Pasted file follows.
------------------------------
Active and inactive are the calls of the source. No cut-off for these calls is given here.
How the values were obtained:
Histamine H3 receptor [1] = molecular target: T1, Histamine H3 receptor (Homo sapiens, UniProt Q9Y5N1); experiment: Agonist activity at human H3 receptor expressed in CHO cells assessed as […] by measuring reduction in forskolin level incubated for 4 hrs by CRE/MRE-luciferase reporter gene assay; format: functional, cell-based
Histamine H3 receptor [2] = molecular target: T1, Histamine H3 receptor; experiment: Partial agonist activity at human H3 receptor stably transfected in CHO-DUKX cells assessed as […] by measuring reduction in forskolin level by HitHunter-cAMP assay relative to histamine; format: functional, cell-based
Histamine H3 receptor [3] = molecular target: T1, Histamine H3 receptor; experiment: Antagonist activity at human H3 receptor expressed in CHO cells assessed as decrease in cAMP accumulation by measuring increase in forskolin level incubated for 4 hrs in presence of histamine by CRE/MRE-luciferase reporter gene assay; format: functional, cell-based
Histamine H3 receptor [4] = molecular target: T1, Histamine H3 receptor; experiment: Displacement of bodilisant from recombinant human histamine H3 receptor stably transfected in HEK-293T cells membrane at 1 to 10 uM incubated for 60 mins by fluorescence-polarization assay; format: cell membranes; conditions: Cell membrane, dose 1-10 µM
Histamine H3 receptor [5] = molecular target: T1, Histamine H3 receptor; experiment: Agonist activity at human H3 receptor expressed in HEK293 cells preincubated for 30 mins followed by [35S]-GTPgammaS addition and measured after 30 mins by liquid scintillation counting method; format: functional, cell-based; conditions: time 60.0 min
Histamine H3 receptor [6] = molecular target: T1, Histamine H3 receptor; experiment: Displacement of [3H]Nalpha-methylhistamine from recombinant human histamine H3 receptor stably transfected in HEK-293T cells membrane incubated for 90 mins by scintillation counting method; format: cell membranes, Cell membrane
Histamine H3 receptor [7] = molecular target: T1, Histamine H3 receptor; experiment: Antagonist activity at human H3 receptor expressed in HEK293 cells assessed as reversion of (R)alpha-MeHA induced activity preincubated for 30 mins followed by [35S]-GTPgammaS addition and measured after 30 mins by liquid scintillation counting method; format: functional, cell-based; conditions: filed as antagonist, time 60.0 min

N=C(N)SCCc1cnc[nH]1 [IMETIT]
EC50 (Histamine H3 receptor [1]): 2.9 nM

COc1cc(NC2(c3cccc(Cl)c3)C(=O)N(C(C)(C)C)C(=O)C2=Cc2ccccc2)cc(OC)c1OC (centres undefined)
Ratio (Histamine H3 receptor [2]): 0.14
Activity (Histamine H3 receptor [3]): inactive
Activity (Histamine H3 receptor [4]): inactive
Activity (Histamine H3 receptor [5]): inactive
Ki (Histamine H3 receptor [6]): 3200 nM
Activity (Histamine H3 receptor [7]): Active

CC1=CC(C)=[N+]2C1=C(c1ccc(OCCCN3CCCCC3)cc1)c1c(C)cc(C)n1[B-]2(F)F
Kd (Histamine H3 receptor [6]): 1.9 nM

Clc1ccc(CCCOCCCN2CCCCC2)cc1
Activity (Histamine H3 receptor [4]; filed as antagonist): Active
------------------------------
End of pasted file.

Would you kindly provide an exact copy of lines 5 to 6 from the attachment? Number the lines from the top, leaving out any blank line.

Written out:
Histamine H3 receptor [3] = molecular target: T1, Histamine H3 receptor; experiment: Antagonist activity at human H3 receptor expressed in CHO cells assessed as decrease in cAMP accumulation by measuring increase in forskolin level incubated for 4 hrs in presence of histamine by CRE/MRE-luciferase reporter gene assay; format: functional, cell-based
Histamine H3 receptor [4] = molecular target: T1, Histamine H3 receptor; experiment: Displacement of bodilisant from recombinant human histamine H3 receptor stably transfected in HEK-293T cells membrane at 1 to 10 uM incubated for 60 mins by fluorescence-polarization assay; format: cell membranes; conditions: Cell membrane, dose 1-10 µM